Monday, May 16, 2011
A Brave Ugandan Woman Speaks Out....
Achieng Beatrice Nas
Programme Officer; Communications , Build Africa Uganda (BAU)
"I believe everybody has the potential to live a better life. Given the opportunity, education and motivation everyone can become someone admirable.”
Nine months of labour, painful hours of birth that consists of pushing out a human being (that weighs a minimum of two Kilos) out of their body at a cost of near-to-death and then looking after these beings for the rest of her life. Many still give birth at their homes, in their houses, kitchen and latrines, enduring the pain as it comes and by the help of old women, who chop off the cord of the babies using razorblades and without gloves. She gives birth to up to fifteen children because her husband won't allow family planning methods.
She was sold off by her parents for bride wealth from as early as 10years of age, she is considered as a property by her husband, she has no voice in her own house, she is bartered by her husband so often but her parents won't allow her return to their house because once married, always married. She hunts for food, firewood, water, vegetables to feed her family. She is in the farm on a daily basis, her office for life. It is from the very garden that the many more poor toil in the "better- offs" farms to earn hard cash that they can use to buy soap, salt, matchbox, and kerosene (the basic needs), their husbands are not ashamed to steal the little cash their wives toil for. Once he spots, he picks the whole of it and take to the alcohol joint and drink it ALL with other women.
Some women struggle to grow rice, cotton, nuts, corns for commercial purposes in order to pay school fees for the children and meet the demands in the house, in the process their husbands are busy sipping alcohol and engaging in idle games. As soon as the hard cash arrives, the wife, as respectful as usual declares her every financial gains to the man, he takes the initiative of "keeping the money" as the "the man in the house". Soon after the wife hands over the whole cash to him, the next step is marring another wife, torturing and bartering the home wife, sleeping for weeks in the drinking joints...
Where are the women in our villages heading to if they have no time to relax and have fun? all the time busy with garden and house work. In fact some do not even find time to take bathes. There are so many village women who have unpleasant smell simply because they do not find time to clean themselves. Those who try to be neat are accused of cheating on their husbands. A man sits idle, the baby is crying, utensils need cleaning, there is no firewood, no water in the house, no food, he will continue to sit and relax comfortably because tradition has it that it is the woman's role to do all the house work.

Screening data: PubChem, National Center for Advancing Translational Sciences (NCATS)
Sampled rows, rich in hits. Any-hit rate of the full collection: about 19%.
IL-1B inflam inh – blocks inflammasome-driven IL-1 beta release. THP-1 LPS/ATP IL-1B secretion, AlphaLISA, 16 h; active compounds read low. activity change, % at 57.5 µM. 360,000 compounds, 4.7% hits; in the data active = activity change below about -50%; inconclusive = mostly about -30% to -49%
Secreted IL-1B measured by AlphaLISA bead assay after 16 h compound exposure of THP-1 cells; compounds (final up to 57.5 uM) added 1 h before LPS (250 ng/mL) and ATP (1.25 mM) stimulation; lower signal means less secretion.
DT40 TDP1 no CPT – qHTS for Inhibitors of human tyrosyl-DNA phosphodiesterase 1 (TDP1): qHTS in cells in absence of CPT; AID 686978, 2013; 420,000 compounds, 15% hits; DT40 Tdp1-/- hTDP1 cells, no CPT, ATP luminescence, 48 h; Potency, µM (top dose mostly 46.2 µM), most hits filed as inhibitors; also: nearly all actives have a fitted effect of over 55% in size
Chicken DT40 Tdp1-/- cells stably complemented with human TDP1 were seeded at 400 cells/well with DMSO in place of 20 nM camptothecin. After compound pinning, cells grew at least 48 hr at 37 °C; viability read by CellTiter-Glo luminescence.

Did you ever take time to analyze the lifestyle of a typical African village woman? Do you see that the majority complain of back ache? Have you asked those walking on sticks about their past?
Surely if by a disturbing freak of nature the men underwent childbirth, going through the whole process from carrying someone in their bellies to having their legs stretched apart with people they do not know, sticking their hands inside them and pulling out these creatures, I believe that no man would ever come home late to their wives or girlfriend courtesy of late night drinks with the "boys". They would be as docile as they came- I mean no going out, no boozing, no quarrels, no nothing but just being at their women's beck and call.
It is time for our African men to consider women's lives. Gone are the days of proving manhood this way. A real man supports his family, a real man loves and respects his wife, a real man is faithful, a real man cares about humanity. Be a real man.
Written by a brave young voice in Uganda…. Achieng Beatrice Nas